Education important to 1934 MHS graduate

Friday, October 10, 2003
Nettie Layton Wilson displays her 1934 Manila High School diploma (Town Crier photo/Revis Blaylock)

Nettie Layton Wilson said when she came back to Manila four years ago she was coming home to her "roots." She had made her home in Memphis, Tenn., since graduating from Manila High School in 1934 but Manila had always been home.

Wilson was born in Tupelo, Miss., in 1915 but moved to Manila at a very early age. She is the daughter of the late Clyde and J.W. Wilson.

"I started out a Wilson and I am still a Wilson," she said.

In an era when many girls were fortunate to get an elementary education, Wilson not only finished high school, she attended business school in Memphis to prepare for a career.

Wilson graduated from Manila High School in 1934. She still has her black leather bound diploma (without a wrinkle) that she earned almost 70 years ago. The diploma is signed by C.W. Tipton, president of the board, W.L. Thompson, secretary of the board; W.W. Fowler, superintendent, and Coburn Thornton, principal. She graduated on May 24, 1934.

There were four graduates that year, Lucille Curtwright, James Wright, Wilson and Alvin Tipton.

Wilson remembers her years at Manila school. She said she liked school but was anxious to get out and further her education and start work so she could earn money.

Her father died in 1930.

Her mother took a job in Memphis working at the Peabody. As part of her salary, she was provided with a room. Wilson stayed with her grandmother in Manila and attended school in Manila. She lived near the 4-way stop sign on Olympia Street near where the car wash is located today. She also enjoyed spending weekends visiting her mother in Memphis and learned to love the city.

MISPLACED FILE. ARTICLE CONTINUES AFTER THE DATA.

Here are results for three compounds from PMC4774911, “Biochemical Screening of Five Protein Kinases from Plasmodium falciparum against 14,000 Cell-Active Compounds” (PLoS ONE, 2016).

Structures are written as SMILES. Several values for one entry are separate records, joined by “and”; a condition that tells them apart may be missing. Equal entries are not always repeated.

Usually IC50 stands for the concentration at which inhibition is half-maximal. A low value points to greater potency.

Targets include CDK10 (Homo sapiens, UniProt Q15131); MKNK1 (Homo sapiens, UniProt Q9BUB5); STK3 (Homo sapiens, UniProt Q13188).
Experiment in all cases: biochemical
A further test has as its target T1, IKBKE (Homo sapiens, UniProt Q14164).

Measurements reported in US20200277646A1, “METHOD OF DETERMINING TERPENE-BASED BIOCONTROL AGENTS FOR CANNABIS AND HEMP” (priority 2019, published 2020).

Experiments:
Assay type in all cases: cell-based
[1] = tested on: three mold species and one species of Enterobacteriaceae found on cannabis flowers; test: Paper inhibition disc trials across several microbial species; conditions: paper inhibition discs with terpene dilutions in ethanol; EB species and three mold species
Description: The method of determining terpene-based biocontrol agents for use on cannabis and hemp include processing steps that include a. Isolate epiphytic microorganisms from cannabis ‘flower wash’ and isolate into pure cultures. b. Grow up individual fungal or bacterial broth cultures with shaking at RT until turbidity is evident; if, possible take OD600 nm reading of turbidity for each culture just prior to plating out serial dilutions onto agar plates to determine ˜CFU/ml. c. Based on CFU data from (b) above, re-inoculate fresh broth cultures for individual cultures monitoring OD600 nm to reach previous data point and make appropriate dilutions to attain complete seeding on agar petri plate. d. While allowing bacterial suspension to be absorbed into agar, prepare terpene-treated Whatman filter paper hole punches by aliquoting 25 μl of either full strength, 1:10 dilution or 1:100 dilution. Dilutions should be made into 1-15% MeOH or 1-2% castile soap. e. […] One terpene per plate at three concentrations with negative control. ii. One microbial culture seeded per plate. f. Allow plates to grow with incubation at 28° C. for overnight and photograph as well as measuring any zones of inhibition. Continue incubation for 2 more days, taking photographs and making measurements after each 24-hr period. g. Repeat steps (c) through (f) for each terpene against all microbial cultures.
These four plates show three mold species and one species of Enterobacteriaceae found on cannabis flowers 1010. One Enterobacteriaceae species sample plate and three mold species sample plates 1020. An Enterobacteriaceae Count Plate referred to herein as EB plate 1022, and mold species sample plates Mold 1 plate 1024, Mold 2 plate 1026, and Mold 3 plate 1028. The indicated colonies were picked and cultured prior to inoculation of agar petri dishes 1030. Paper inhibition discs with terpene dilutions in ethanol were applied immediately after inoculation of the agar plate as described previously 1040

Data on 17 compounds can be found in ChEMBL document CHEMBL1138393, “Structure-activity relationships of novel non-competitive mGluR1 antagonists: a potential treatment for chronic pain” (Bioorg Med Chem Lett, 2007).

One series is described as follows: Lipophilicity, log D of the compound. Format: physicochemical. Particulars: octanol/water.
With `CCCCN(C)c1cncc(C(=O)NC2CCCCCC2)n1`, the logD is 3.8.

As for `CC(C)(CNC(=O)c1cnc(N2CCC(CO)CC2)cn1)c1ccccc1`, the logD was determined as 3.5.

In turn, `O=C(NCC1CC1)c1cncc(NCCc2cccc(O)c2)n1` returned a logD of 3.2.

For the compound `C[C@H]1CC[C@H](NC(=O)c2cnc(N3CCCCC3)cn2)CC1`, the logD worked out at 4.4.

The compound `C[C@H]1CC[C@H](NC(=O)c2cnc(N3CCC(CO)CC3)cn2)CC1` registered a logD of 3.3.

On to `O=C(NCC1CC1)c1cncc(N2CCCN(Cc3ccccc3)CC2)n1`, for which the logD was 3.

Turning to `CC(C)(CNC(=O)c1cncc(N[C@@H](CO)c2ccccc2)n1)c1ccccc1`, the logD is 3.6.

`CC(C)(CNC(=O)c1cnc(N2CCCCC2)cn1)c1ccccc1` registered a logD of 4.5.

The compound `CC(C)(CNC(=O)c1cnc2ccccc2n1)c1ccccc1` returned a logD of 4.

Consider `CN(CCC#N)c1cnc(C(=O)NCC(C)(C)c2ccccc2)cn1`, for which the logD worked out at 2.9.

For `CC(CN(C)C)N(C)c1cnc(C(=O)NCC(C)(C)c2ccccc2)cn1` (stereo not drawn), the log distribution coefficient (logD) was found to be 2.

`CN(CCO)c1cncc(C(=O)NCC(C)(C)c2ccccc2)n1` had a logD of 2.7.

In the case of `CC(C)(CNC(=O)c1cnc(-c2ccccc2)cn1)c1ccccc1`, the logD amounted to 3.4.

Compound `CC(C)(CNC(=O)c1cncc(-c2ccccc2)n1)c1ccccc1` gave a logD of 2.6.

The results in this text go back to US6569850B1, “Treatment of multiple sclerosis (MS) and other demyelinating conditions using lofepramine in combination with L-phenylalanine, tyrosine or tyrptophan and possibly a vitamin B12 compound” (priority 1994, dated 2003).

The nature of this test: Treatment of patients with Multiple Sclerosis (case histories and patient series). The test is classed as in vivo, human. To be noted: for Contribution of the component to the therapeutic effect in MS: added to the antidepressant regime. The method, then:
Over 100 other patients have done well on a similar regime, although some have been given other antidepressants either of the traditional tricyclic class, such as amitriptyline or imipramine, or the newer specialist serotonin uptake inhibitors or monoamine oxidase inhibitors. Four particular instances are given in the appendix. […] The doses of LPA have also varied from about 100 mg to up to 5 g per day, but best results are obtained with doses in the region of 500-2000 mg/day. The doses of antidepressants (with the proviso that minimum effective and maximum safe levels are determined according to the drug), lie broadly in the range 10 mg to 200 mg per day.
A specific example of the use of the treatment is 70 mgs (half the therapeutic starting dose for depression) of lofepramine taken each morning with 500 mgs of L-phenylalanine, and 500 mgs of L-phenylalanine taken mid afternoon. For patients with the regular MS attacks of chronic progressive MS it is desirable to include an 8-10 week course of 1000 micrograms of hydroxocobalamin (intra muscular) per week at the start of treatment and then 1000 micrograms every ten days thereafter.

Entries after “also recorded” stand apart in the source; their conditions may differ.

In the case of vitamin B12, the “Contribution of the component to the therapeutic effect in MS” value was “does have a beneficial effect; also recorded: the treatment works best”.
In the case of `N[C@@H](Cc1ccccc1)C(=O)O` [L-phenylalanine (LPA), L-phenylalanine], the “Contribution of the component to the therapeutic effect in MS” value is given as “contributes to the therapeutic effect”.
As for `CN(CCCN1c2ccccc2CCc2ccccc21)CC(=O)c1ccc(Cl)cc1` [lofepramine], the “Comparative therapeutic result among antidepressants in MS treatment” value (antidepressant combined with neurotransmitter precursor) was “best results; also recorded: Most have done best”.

She attended high school in the modern two-story school building that was located on the present Manila campus.

Wilson not only has her diploma, she still has her memory book with pictures of her friends and family, the old school building, signatures and good wishes from friends and teachers.

Wilson has a great memory and remembers her school years, the 4-H field trips, and her growing up years in Manila.

Her teachers at Manila included Mrs. F.E. Harrell, first grade; Mrs. Eva Wren, second grade; Mrs. Mitchell, third grade; Mrs. Mitchell and Miss Virgie Bruner, four grade; Mrs. Ora Mae Judd Walker, fifth grade; Miss Lillian Shaver, sixth grade; Miss Johnny belle Danehauer, seventh and eighth grade; Mrs. H. S. Garnes and Mr. J.M. Cleveland, ninth grade; Mr. Cleveland and Mr. Merryman, tenth grade; Mr. Cleveland and Mr. W.W. Fowler and Mr. Cobourn Thornton, 11th and 12th grade.

In those days, Wilson said the school did not have typewriters or business classes. Like today, representatives from colleges and schools came to visit the campus and tell the young people about their facilities. That is where she heard about the Draughon's Business College in Memphis.

After she graduated she moved to Memphis with her mother and attended business college.

"We didn't have computers. We learned how to type on manual typewriters and other office skills," she said.

Wilson has a copy of her first employment application dated June 24, 1936. She answered all of the questions about her education and skills along with the personal questions such as age, height and weight.

She and her mother remained in Memphis together. Her mother died in 1977 and Wilson brought her back home to Manila to be buried.

Wilson always liked clerical work and retired from GSC in Memphis almost 25 years ago.

Wilson never learned to drive but said in Memphis she could get around using the bus service.

After she fell and broke her hip, she moved to Manila with her cousin, Betty Contrella. The two enjoyed each other's company but soon after Wilson came to Manila her cousin became ill and passed away.

Wilson is very happy to have Diane Northcutt as her caregiver while she is getting back on her feet.

Wilson has fond memories of her school years and belonging to the Herman Davis 4-H Club.

She is quick to point out that education is important then and now and encourages young people to set their goals and work toward it.

Respond to this story

Posting a comment requires free registration: